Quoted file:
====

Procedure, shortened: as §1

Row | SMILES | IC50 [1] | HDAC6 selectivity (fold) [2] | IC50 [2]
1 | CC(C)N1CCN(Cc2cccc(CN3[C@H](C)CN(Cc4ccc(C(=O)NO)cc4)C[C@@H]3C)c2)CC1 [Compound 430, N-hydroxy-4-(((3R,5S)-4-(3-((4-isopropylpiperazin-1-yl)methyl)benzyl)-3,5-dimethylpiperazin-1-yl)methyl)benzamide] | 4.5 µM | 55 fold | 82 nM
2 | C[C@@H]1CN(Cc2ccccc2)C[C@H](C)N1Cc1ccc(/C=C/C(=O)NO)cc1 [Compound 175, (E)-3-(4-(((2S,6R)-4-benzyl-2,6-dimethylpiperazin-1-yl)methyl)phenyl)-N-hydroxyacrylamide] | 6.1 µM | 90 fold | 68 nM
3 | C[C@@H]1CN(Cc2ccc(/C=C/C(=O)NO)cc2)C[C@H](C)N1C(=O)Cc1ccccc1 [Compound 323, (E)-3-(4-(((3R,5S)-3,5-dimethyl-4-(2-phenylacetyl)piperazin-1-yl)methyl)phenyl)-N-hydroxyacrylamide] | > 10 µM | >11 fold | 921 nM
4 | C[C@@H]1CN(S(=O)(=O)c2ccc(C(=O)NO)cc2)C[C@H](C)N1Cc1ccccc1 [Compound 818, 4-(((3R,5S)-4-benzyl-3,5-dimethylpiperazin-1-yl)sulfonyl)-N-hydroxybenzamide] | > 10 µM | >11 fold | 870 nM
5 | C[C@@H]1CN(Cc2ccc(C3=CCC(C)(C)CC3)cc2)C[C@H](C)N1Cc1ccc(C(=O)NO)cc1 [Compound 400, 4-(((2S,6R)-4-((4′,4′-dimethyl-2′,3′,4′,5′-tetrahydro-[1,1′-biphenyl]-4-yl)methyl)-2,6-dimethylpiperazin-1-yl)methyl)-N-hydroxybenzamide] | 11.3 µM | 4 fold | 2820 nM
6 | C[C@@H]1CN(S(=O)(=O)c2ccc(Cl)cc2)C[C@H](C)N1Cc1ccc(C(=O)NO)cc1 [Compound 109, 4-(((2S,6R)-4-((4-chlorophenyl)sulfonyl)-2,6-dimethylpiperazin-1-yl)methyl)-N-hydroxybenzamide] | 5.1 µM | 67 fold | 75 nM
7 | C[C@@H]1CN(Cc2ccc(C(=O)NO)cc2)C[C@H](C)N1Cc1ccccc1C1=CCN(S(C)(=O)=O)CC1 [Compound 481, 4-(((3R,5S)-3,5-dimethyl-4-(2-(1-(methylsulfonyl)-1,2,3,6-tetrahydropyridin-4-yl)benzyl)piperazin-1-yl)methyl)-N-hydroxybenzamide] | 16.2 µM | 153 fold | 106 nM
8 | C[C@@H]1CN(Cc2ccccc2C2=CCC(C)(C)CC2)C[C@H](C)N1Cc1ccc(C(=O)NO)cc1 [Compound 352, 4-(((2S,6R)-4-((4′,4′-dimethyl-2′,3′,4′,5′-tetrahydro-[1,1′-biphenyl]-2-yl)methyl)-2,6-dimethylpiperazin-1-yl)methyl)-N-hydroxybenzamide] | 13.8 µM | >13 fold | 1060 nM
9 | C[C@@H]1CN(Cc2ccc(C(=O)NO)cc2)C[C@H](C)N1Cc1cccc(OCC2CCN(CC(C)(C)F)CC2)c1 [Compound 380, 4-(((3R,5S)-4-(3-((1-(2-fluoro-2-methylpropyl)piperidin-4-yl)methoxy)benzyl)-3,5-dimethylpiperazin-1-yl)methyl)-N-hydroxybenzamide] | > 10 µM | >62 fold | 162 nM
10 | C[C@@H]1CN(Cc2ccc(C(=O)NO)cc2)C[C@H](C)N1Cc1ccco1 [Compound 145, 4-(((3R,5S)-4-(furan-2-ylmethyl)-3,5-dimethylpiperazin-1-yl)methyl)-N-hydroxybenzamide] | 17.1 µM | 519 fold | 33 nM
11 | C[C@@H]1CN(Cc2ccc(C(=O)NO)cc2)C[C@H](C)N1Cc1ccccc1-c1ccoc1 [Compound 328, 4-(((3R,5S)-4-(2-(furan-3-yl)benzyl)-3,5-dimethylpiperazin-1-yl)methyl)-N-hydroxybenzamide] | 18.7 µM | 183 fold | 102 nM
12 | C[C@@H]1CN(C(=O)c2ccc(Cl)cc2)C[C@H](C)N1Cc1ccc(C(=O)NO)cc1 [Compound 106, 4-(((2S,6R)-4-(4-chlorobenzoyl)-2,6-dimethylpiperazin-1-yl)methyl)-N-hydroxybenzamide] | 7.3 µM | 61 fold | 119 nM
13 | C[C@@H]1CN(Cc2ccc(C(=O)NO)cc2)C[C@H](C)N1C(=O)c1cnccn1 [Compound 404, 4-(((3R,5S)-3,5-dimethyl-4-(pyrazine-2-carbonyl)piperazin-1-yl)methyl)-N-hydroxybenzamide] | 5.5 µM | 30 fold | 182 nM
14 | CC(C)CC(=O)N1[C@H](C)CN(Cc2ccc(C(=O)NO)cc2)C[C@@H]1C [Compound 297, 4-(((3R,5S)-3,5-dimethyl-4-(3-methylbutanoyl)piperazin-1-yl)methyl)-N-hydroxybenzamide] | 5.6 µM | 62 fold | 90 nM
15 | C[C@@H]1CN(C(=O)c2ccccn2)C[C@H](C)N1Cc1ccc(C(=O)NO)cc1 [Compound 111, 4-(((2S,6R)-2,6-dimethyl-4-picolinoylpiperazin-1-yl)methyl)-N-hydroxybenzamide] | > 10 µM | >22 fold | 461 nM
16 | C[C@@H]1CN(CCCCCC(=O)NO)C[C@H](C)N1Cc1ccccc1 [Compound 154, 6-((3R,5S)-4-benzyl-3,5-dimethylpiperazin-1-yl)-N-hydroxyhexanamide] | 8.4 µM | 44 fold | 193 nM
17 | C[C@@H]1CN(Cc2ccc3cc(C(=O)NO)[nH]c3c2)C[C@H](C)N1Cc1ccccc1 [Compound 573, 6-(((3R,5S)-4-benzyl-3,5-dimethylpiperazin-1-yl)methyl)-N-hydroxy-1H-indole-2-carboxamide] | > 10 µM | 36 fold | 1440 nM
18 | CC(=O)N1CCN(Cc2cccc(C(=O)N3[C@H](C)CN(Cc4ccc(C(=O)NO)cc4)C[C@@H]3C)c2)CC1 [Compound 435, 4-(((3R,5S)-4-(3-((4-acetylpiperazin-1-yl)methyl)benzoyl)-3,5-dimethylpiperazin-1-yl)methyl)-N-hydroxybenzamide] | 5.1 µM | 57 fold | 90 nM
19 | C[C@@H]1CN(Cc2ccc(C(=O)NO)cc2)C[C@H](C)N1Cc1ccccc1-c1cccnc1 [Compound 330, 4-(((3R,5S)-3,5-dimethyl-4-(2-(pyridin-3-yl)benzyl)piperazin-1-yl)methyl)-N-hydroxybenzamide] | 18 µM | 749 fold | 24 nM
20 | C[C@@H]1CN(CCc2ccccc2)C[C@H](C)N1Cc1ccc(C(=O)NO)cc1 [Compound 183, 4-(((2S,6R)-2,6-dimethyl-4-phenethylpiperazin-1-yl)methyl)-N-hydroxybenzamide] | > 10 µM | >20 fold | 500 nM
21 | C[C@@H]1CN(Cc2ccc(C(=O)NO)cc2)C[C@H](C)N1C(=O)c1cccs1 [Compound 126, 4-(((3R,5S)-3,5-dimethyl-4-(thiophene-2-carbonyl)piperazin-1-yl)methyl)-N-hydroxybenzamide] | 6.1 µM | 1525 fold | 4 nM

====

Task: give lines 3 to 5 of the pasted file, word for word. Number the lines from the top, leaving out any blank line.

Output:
1 | CC(C)N1CCN(Cc2cccc(CN3[C@H](C)CN(Cc4ccc(C(=O)NO)cc4)C[C@@H]3C)c2)CC1 [Compound 430, N-hydroxy-4-(((3R,5S)-4-(3-((4-isopropylpiperazin-1-yl)methyl)benzyl)-3,5-dimethylpiperazin-1-yl)methyl)benzamide] | 4.5 µM | 55 fold | 82 nM
2 | C[C@@H]1CN(Cc2ccccc2)C[C@H](C)N1Cc1ccc(/C=C/C(=O)NO)cc1 [Compound 175, (E)-3-(4-(((2S,6R)-4-benzyl-2,6-dimethylpiperazin-1-yl)methyl)phenyl)-N-hydroxyacrylamide] | 6.1 µM | 90 fold | 68 nM
3 | C[C@@H]1CN(Cc2ccc(/C=C/C(=O)NO)cc2)C[C@H](C)N1C(=O)Cc1ccccc1 [Compound 323, (E)-3-(4-(((3R,5S)-3,5-dimethyl-4-(2-phenylacetyl)piperazin-1-yl)methyl)phenyl)-N-hydroxyacrylamide] | > 10 µM | >11 fold | 921 nM